New York’s Summons Court Displays ‘Racialized Nature of System’


Visit New York City summons court in lower Manhattan, “and you are instantly struck by the racialized nature of this system,” writes Brent Stapes in the city’s Times. “New York is a multiracial city, but judging from the faces in cramped courtrooms, one would think that whites scarcely ever commit the petty offenses that lead to the more than 500,000 summonses issued in the city every year.”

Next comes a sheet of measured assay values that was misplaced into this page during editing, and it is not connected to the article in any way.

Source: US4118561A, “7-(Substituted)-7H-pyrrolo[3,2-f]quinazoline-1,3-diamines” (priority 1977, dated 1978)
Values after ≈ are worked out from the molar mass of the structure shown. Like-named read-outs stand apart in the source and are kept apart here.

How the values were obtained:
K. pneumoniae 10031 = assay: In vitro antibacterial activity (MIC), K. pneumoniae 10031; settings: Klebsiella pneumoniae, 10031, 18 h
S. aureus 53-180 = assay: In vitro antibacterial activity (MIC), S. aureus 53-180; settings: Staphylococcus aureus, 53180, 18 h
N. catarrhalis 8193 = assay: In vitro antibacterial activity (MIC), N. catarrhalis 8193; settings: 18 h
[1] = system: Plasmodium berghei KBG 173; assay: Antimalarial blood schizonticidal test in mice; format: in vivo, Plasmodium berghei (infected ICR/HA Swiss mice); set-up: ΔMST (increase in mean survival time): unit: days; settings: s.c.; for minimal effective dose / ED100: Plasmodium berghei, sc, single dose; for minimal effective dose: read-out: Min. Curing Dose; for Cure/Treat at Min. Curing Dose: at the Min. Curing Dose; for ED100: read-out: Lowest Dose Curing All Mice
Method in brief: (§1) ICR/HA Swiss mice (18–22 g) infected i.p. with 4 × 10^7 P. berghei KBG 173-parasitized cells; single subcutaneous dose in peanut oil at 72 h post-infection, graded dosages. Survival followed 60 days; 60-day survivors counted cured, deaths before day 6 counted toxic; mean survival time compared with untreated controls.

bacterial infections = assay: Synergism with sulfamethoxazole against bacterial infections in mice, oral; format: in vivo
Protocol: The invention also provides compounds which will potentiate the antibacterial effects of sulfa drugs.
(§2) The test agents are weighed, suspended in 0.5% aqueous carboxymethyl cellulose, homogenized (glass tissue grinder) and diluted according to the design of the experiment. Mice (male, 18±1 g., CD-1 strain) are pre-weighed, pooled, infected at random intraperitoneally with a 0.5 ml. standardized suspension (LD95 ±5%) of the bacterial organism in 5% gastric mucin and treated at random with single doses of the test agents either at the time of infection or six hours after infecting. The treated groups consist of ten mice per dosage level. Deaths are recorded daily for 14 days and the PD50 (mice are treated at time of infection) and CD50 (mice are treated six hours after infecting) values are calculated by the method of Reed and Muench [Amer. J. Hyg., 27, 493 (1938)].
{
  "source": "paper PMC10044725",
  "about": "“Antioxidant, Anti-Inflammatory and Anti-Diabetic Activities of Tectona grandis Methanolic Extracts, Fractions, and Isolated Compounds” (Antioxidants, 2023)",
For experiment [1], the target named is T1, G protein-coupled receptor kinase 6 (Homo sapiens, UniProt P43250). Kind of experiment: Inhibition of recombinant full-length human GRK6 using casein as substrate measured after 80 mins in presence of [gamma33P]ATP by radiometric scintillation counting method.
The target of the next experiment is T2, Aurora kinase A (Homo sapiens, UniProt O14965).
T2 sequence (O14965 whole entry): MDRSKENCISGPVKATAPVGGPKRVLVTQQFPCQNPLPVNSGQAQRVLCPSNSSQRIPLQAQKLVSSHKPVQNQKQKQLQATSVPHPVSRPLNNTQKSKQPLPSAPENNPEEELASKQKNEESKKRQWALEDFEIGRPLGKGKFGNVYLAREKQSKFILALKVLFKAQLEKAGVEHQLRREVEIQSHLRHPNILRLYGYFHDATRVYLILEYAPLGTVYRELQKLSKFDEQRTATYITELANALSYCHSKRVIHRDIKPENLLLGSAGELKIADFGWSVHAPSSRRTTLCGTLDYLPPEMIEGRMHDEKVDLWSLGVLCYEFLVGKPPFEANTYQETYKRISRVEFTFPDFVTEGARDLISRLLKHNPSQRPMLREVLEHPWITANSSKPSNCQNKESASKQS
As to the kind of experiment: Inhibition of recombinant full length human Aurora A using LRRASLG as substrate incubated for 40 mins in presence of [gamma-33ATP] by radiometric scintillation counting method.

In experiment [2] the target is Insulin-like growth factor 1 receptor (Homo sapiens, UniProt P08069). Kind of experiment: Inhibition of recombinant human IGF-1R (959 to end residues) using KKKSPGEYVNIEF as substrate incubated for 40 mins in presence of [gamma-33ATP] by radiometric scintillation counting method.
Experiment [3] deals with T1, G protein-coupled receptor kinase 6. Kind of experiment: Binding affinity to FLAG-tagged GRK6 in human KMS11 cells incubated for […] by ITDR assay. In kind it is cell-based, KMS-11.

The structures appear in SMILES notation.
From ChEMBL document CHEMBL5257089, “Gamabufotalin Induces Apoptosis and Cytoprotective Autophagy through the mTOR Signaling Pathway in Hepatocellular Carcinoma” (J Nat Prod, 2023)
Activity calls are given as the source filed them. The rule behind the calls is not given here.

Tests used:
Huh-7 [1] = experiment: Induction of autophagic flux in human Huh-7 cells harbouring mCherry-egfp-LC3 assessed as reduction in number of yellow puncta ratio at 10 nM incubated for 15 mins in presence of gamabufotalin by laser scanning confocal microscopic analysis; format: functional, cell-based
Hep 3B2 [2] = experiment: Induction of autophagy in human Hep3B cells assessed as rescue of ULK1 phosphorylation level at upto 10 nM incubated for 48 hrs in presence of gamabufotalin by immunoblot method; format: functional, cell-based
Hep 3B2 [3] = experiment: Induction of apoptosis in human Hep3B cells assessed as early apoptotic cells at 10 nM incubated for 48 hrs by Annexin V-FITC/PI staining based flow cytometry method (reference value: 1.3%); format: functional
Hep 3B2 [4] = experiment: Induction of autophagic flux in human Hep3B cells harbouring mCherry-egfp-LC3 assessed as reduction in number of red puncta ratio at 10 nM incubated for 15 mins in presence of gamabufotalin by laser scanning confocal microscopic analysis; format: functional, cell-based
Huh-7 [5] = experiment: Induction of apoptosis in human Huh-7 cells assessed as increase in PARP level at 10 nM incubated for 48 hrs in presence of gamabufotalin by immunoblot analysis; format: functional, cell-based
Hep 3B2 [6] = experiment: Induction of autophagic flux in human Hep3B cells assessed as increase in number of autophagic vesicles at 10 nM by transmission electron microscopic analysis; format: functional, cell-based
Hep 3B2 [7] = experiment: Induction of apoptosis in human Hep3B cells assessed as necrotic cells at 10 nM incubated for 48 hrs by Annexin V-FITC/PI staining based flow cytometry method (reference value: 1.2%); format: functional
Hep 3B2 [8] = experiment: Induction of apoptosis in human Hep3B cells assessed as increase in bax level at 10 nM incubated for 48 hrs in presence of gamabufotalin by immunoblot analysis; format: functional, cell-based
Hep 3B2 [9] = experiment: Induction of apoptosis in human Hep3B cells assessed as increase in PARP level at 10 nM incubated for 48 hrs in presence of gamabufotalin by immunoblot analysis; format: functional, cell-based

Judge Noach Dear of Brooklyn Criminal Court made this point in a bluntly worded decision last week, noting that every defendant who has ever come before him charged with drinking alcohol in public had been black or Latino. More than a fifth of the summonses issued last year were thrown out either for defects on the ticket or for lack of legal sufficiency. But that left about 400,000 New Yorkers facing a date in summons court, which handles offenses like public drinking, riding bicycles on the sidewalk or disorderly conduct. Staples calls the court “a place where low-level offenses can lead to permanent criminal histories and lifelong encumbrances.”

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